Tuesday, February 16, 2010

Stick it

When I get stuck it is not a matter of not knowing where to go next in the plot. I get stuck on details and solving potential plot hole issues and pacing. I honestly binge write so when I do find myself mulling over details and can't find a way out of it, the momentum of my writing suffers. Just recently I began work on my third novel and made it about 24 pages in but in the midst of those 24 pages was a timing issue.

My novels tend to use time as a tension builder, the marked crescendo of rising action, so when I had trouble with the time frame I stopped writing until I figured it out. Alas, I had to sacrifice a time period for my first chapter I envisioned for months beforehand. Yet in the process of embarking on this literary quest I learned that getting stuck in the mud can be gratifying if what comes out of it is a golden nugget. (Nugget is a funny word)

Every experience with writing seems worthwhile. Every obstacle when met with a real-time persistence can be overcome. Since I could remember, the problem-solving element of writing invokes the sharpest critical thinking and truly immerses the author in their work. I know it does for me. So here is to getting stuck.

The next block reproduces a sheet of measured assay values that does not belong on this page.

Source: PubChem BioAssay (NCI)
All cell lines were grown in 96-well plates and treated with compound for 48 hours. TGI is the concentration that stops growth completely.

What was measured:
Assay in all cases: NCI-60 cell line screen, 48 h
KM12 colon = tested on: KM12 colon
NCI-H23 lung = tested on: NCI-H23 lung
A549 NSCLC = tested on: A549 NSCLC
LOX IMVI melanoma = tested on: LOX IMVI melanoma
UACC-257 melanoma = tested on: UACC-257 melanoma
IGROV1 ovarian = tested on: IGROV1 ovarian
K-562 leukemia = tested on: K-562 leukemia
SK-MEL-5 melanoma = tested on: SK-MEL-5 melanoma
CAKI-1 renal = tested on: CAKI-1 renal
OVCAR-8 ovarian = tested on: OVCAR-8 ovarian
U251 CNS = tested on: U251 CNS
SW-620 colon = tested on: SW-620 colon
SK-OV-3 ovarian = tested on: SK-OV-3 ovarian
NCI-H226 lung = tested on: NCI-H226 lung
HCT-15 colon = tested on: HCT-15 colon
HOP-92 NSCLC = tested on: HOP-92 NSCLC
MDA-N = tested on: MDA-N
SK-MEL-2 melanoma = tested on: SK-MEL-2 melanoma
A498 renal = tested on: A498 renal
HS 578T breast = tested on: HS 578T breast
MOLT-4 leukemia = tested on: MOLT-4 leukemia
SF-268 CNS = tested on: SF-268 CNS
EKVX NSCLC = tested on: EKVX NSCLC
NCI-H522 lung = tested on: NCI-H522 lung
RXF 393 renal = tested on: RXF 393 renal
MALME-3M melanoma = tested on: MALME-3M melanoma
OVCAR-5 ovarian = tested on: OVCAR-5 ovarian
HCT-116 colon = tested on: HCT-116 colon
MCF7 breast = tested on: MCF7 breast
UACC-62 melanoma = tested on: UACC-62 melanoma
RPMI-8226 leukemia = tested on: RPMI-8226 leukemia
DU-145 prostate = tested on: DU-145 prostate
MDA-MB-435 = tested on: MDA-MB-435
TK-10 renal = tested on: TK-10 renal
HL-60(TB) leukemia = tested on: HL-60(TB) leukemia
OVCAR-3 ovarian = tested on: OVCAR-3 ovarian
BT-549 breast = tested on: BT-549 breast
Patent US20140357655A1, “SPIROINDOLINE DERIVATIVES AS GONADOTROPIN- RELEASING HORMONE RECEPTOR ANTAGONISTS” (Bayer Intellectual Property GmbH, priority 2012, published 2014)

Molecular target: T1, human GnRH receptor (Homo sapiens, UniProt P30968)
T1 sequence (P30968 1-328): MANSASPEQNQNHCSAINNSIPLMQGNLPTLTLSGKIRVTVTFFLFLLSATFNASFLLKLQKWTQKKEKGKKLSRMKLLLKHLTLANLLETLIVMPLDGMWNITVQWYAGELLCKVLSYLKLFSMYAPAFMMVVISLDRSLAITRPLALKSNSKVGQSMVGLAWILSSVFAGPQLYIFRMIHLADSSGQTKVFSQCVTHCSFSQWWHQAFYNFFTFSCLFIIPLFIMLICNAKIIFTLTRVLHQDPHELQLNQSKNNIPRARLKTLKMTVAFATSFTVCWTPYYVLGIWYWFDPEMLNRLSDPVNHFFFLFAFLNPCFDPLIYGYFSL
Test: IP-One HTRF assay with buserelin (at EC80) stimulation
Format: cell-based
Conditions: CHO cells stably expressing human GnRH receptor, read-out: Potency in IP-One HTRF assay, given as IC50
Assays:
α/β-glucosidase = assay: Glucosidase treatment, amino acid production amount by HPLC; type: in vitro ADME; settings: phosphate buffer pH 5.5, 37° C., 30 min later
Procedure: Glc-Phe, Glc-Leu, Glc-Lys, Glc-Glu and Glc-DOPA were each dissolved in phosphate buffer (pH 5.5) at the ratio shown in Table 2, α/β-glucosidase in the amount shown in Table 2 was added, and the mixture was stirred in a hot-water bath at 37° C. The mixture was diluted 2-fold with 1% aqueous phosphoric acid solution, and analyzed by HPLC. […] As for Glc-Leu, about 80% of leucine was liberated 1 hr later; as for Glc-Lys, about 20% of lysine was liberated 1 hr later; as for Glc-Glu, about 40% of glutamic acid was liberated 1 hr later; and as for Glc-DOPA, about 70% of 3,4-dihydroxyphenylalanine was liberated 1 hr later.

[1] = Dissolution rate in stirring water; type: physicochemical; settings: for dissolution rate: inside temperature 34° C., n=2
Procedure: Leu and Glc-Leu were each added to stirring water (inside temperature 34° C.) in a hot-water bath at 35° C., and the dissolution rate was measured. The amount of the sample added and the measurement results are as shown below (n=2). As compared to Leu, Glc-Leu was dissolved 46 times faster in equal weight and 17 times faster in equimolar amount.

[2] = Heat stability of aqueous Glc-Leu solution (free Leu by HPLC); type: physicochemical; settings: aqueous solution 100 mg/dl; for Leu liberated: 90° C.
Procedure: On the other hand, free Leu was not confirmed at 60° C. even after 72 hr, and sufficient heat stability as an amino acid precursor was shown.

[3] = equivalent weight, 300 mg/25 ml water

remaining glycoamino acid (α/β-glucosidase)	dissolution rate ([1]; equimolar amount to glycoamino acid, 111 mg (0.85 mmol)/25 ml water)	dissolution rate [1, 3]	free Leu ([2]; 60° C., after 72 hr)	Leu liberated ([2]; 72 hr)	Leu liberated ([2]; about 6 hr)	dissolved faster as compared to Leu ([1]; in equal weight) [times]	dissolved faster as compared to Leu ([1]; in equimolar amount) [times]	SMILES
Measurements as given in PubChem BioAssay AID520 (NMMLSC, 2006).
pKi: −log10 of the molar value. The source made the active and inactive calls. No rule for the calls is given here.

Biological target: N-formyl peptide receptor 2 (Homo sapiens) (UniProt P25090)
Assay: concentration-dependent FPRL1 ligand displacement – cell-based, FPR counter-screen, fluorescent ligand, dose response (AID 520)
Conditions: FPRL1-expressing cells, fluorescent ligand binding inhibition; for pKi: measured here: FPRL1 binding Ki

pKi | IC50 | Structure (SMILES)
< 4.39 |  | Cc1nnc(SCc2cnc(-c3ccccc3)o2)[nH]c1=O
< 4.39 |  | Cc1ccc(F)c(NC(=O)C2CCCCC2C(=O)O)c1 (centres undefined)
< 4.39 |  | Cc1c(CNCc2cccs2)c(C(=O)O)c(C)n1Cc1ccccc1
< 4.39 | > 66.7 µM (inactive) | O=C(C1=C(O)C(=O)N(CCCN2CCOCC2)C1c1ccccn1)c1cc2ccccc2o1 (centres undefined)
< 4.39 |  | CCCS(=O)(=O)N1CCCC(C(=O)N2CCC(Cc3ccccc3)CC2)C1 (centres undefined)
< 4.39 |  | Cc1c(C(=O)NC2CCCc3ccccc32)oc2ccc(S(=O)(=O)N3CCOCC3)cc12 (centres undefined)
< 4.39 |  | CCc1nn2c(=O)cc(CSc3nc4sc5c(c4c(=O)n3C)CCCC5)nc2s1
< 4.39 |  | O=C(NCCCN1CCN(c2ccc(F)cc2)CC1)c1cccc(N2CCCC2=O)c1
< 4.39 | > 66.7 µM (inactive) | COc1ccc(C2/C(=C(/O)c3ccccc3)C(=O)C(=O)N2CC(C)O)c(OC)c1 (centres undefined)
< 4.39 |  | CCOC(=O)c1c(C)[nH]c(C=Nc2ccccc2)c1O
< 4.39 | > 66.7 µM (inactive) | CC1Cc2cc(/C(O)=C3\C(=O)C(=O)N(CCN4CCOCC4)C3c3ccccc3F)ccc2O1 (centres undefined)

1. Way to be positive! The hard work of getting unstuck evokes the sharpest critical thinking. I like it.

    I am very curious to know what kind of timing issue you ended up sacrificing for the first chapter.

  2. You have a very positive attitude about getting stuck! You stopped writing until you "figured it out." BUT HOW? If you weren't writing through it, what helped your thoughts work through it? We need tips, man!

  3. Very true, persistence is the answer.

  4. I also love your attitude toward writer's block, but its easier to take that approach when you can turn around and write 24 pages immediately after you've figured things out.